UN Chief Concerned Over Air Attacks In Syria's Idlib

  • UN Chief Concerned Over Air Attacks In Syria's Idlib

UN Chief Concerned Over Air Attacks In Syria's Idlib

Moumtzis said most of the newly displaced had been forced on the move by escalations in fighting in the former rebel bastion of Eastern Ghouta and within the northwestern province of Idlib, which is nearly entirely controlled by various jihadist and hardline rebels.

The so-called Syrian Observatory for Human Rights also confirmed the attack, saying, "The overnight attack on al-Foua and Kefraya was the fiercest in three years".

Elsewhere in Syria, he said the numbers of people stuck in besieged or other areas humanitarian workers can not easily access has shrunk dramatically since previous year to just over two million people.

The fighting, which was continuing Sunday, had killed six pro-Damascus fighters and at least three Takfiri elements, he added.

The villages are home to an estimated 8,100 people, a lot of them Shiite Muslims.

UN Secretary General Antonio Guterres called for an investigation into air strikes in the Syrian province of Idlib several days ago, the UN chief's spokesman said in a statement on Sunday.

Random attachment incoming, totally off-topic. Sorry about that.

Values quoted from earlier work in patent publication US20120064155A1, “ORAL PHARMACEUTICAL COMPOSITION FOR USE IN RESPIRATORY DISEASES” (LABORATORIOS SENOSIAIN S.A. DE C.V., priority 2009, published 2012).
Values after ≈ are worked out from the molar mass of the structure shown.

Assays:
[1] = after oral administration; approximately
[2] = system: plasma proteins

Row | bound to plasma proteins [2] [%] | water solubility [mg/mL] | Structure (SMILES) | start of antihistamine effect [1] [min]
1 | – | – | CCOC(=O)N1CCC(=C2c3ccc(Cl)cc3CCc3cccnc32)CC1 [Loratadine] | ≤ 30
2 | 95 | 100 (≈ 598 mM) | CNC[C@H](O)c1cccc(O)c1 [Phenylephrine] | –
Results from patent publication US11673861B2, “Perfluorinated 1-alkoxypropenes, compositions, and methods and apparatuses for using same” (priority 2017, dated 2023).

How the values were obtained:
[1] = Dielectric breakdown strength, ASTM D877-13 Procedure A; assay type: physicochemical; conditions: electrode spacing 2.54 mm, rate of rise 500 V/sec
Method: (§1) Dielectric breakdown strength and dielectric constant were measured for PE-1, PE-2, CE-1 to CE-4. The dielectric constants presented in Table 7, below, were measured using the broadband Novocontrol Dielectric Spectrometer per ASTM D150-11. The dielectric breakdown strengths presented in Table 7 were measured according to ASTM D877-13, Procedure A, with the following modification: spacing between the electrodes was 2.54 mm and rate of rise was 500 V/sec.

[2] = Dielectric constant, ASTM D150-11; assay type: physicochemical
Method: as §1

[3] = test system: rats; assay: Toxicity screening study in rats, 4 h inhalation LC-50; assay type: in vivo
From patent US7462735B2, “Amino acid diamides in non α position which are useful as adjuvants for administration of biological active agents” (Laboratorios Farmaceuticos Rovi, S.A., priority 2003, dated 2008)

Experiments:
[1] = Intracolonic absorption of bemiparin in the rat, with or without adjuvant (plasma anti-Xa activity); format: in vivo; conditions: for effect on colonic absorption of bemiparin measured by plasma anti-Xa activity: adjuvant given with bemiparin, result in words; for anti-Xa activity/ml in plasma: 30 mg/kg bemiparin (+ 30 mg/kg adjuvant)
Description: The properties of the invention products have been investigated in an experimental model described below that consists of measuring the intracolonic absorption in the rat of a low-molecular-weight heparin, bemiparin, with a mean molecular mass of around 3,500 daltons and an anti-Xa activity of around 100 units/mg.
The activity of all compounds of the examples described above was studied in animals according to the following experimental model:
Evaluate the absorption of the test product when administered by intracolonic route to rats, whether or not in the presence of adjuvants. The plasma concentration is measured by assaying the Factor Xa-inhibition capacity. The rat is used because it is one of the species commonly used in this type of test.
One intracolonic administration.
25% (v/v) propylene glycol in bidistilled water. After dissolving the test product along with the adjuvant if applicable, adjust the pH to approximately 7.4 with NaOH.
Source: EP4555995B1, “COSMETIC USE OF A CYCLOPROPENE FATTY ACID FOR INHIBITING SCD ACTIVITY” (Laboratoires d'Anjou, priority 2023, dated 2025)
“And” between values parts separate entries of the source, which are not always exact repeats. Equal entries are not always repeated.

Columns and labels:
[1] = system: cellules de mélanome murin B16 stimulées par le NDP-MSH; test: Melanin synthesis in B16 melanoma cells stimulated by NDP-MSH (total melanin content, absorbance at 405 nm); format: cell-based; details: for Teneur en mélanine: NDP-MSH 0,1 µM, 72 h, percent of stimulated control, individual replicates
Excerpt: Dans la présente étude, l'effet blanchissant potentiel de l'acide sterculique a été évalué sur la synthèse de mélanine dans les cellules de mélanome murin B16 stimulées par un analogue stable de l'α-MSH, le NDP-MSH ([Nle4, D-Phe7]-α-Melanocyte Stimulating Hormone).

The Idlib Media Center says 44 civilians were killed by Russian airstrikes on the village of Zardana Thursday.

He recalled that Idlib is part of the de-escalation agreement for Syria reached between Turkey, Russia and Iran, and urged those guarantors to uphold their commitment.

Panos Moumtzis, the United Nations regional humanitarian coordinator, called on major powers to broker a settlement to end the war and avoid a bloodbath in Idlib.

Panos Moumtzis, the United Nations humanitarian coordinator on the Syria crisis, attends a news conference on the latest developments regarding humanitarian access in Syria, in Geneva, Switzerland June 11, 2018. "There is no other location to further move them".

He explained that, due to the increase in armed clashes, during the first four months of the year more than 920,000 Syrian citizens had to leave their homes, the largest increase in the number of displaced persons since the conflict began seven years ago.

HTS and its allies control around 60 percent of the province, its local rivals hold about a third, and the regime controls about ten percent, according to the Observatory.

Despite the fact the Syrian government has regained control of most of the territory and the war is now confined to specific areas, internal displacement continues to be massive, according to the UN.

More than 350,000 people have been killed in the Syrian war since it started in 2011 with the brutal repression of anti-government protests.